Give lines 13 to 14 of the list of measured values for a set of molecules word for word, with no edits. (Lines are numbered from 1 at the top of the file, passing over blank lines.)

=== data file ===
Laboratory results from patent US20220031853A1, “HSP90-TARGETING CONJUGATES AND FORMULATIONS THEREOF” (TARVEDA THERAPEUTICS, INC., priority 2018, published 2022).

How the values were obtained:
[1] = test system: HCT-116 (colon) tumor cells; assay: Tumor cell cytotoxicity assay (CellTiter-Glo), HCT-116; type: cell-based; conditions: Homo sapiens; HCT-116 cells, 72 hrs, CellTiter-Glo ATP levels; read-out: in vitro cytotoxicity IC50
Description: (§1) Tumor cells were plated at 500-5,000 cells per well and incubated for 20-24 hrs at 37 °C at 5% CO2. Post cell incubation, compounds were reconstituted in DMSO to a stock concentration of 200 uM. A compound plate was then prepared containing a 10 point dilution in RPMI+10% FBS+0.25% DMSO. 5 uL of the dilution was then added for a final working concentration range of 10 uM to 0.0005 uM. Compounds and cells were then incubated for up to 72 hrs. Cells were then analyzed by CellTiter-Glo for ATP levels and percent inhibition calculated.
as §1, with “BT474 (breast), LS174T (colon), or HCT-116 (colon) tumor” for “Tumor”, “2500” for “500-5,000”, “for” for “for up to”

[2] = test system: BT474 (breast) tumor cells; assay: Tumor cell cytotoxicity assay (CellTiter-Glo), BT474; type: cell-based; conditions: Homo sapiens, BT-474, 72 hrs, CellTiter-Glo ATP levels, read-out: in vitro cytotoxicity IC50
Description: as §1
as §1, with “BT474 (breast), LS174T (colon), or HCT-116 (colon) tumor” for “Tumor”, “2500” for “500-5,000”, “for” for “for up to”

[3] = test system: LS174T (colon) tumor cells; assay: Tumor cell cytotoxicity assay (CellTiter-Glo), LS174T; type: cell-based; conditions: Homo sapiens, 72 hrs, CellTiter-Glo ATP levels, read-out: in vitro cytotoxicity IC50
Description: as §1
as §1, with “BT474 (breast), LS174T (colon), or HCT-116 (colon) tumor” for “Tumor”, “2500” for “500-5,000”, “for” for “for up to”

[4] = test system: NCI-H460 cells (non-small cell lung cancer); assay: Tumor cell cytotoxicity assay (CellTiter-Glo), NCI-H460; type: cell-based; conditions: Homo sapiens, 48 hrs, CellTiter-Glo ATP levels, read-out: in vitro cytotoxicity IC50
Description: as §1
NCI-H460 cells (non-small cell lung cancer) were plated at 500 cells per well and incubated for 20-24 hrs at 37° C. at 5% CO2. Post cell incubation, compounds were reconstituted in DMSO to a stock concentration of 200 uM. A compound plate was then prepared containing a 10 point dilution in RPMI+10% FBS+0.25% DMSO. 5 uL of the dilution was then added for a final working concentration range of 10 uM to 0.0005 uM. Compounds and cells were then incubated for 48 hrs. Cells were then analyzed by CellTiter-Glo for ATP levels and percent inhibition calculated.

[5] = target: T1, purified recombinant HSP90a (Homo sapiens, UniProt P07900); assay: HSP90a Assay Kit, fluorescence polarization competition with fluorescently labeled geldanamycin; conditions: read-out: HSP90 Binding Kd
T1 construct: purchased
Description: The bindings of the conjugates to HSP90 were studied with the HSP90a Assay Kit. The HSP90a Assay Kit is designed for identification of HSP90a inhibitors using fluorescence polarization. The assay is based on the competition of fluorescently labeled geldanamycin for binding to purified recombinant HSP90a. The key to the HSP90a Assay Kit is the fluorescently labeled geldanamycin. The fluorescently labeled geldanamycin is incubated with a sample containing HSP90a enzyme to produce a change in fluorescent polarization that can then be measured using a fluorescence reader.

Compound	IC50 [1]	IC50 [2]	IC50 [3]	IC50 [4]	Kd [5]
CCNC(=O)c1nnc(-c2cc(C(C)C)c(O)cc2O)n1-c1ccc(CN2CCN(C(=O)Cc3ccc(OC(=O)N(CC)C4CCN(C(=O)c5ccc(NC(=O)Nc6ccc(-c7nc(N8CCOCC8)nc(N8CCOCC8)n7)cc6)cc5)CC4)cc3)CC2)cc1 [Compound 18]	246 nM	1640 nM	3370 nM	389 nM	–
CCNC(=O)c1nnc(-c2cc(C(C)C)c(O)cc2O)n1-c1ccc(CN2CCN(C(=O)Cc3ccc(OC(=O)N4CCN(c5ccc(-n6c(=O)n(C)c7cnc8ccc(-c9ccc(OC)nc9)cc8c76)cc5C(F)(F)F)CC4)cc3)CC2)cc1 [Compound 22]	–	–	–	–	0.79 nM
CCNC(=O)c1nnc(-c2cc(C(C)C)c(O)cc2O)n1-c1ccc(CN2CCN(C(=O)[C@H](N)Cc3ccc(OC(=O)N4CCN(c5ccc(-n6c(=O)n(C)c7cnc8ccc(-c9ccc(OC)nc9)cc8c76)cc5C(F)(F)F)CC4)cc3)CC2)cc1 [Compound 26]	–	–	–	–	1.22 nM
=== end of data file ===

Description: as §1
NCI-H460 cells (non-small cell lung cancer) were plated at 500 cells per well and incubated for 20-24 hrs at 37° C. at 5% CO2. Post cell incubation, compounds were reconstituted in DMSO to a stock concentration of 200 uM. A compound plate was then prepared containing a 10 point dilution in RPMI+10% FBS+0.25% DMSO. 5 uL of the dilution was then added for a final working concentration range of 10 uM to 0.0005 uM. Compounds and cells were then incubated for 48 hrs. Cells were then analyzed by CellTiter-Glo for ATP levels and percent inhibition calculated.